6 ✈ Certificat Médical Prénuptial | Medical Cert

A full medical examination including blood tests must be undertaken by a French doctor or by a doctor who is approved by your local French Embassy or Consulate. This needs to be sent to the Mairie along with the rest of your documentation.

7 ✈ Certificat du Notaire | Prenupital agreement

This is only required if you are planning on putting a prenuptial in place.

8 ✈ Death Certificate | Divorce Decree

If you were married previously and widowed or divorced, these documents are also required as part of the submission.

It is also important to note that some of these documents require the presence of both partners so even though only one person is required to be resident for 30 days, your betrothed should also be in France a few weeks before the wedding.

9  ✈ Livret de Familie

Newlyweds will be issued with an official document called Livret de Famille. This book will have the marriage recorded and later on, will record family events such as bir It records the marriage and has space to later add events such as births, deaths and divorce. This document is not a marriage certificate.

10  ✈ Marriage Certificate

You must apply to the Mairie where your wedding took place in order to receive your official marriage certificate. This certificate will serve as legal proof of your marriage when you return home.
Religious Ceremonies

Labour of Love by Heidi

Our Labor Of Love

Religious Ceremonies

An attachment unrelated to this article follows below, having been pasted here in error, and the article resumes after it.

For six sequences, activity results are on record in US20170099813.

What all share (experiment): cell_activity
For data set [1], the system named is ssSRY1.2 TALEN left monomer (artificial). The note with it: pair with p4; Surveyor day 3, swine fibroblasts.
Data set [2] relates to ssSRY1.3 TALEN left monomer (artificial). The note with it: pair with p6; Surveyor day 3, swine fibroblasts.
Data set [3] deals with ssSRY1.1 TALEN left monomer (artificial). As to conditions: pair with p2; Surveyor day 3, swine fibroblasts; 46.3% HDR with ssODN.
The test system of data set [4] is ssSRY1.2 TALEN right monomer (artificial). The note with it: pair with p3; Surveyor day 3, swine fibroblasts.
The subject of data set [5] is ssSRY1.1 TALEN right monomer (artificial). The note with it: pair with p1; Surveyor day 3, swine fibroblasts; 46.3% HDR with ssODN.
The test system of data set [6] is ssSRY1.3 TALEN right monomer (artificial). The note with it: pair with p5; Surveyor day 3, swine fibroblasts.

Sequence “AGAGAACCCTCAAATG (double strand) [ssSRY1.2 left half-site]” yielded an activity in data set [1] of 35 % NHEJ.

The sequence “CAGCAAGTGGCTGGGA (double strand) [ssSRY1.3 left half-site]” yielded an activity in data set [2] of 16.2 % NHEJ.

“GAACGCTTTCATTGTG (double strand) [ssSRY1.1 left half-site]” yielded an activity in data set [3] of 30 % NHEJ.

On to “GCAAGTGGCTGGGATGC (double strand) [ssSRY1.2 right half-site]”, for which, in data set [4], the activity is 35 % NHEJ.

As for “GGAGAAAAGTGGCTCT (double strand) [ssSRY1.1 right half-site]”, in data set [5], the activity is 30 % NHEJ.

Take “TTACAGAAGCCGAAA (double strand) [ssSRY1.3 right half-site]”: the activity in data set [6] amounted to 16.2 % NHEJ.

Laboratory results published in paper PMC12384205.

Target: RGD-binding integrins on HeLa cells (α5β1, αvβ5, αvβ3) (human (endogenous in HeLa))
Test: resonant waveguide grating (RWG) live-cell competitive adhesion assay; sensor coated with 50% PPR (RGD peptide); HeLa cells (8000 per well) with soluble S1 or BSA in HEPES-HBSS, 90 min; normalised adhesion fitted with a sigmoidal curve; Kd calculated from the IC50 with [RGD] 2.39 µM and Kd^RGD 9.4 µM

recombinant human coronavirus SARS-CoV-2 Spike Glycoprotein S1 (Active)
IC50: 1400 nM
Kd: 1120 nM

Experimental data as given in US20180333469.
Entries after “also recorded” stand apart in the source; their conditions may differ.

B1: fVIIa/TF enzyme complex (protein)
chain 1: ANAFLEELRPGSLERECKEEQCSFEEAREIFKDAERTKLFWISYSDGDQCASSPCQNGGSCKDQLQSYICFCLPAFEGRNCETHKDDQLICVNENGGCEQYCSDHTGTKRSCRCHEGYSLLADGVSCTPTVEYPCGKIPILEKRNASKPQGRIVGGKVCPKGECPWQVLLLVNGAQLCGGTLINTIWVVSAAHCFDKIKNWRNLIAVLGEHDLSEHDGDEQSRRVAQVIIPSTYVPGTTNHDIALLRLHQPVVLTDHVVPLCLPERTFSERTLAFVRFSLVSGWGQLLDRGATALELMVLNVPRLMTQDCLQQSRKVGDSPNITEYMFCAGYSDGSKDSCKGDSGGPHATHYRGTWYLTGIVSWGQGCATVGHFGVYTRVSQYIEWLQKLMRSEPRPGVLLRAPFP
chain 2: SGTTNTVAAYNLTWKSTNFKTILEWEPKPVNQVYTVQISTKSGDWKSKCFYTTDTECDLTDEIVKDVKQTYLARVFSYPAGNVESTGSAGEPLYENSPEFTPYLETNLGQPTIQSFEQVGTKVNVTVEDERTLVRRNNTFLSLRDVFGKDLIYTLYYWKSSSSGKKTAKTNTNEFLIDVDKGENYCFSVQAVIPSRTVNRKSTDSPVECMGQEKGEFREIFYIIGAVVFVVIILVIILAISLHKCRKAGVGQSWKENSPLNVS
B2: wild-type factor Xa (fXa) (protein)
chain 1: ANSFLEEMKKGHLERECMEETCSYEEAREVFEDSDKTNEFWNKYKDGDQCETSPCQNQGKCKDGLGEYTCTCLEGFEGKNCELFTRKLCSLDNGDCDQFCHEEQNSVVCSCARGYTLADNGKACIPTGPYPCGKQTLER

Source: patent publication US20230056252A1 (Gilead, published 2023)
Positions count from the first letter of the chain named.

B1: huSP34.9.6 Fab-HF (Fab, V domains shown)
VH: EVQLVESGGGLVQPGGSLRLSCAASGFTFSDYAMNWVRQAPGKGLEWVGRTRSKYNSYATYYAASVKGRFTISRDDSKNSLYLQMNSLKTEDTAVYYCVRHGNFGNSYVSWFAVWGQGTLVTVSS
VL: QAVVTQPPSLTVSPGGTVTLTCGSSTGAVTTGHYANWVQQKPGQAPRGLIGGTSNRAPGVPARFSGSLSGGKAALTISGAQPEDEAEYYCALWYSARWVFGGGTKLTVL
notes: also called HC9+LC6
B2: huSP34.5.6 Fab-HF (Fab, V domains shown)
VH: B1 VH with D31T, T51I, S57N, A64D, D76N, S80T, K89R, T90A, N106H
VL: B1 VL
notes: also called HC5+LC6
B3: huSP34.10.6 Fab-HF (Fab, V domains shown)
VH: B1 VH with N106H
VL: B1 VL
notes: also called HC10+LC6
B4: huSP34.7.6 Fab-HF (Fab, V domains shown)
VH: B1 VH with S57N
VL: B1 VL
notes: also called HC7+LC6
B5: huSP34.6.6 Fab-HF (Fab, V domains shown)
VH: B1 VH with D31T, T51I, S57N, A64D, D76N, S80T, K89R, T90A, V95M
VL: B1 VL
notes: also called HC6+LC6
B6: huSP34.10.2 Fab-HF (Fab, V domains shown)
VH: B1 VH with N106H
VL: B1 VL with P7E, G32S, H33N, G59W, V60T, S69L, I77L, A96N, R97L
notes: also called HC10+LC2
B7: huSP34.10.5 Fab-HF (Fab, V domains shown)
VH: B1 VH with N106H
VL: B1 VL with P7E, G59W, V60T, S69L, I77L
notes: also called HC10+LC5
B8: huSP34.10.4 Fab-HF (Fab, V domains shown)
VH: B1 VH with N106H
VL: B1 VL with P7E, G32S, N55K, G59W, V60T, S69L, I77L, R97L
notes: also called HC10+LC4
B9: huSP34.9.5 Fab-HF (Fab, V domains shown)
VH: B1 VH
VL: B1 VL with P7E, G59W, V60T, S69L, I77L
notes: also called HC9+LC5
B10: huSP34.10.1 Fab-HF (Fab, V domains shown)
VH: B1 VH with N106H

To have a religious wedding ceremony in France you must first have been married in a civil ceremony at home or in France. You will need to produce your marriage certificate as proof of your legal marriage.

Options

Without a doubt, the easiest way to have your dream wedding in France is to have a civil wedding at home first. Most couples choose this option and also keep it a secret from their guests so that when they go to France, they have what they consider to be their real wedding in a religious ceremony or humanist blessing.

Whatever you decide, your wedding will be absolutely beautiful so try not let the residency requirements put a bad taste in your mouth. If you simply can’t compromise on the legal aspect of your wedding, check out the rest of our guides here. If you can, then have a look at our Real Wedding Features in France, our venue spotlights and destination guides. Happy planning!

9 Responses

  1. FAB Guide ✈ Legal Wedding in Spain - Fly Away BrideFly Away Bride

    […] Investigating whether or not you can have a legal wedding in Spain? Well this FAB Guide addresses everything you need to know about getting married there. If you are Catholic, you’re sorted as it’s relatively straight forward and we will walk you through the process but if it’s a civil ceremony you want, sit down. We need to talk. It’s even more awkward than getting legally married in France. […]

    Reply
    • Marie

      Hi there!

      We’re planning to get married in France this coming December, My fiancé is french national, I’m from Philippines & we’re both resident of Dubai UAE. What documents do I need to prepare from my side?

      Reply
  2. Anea

    If our reception/ceremony in France is not “religious”, and a friend is officiating, can we have the civil ceremony at home in the US after, versus before?

    Reply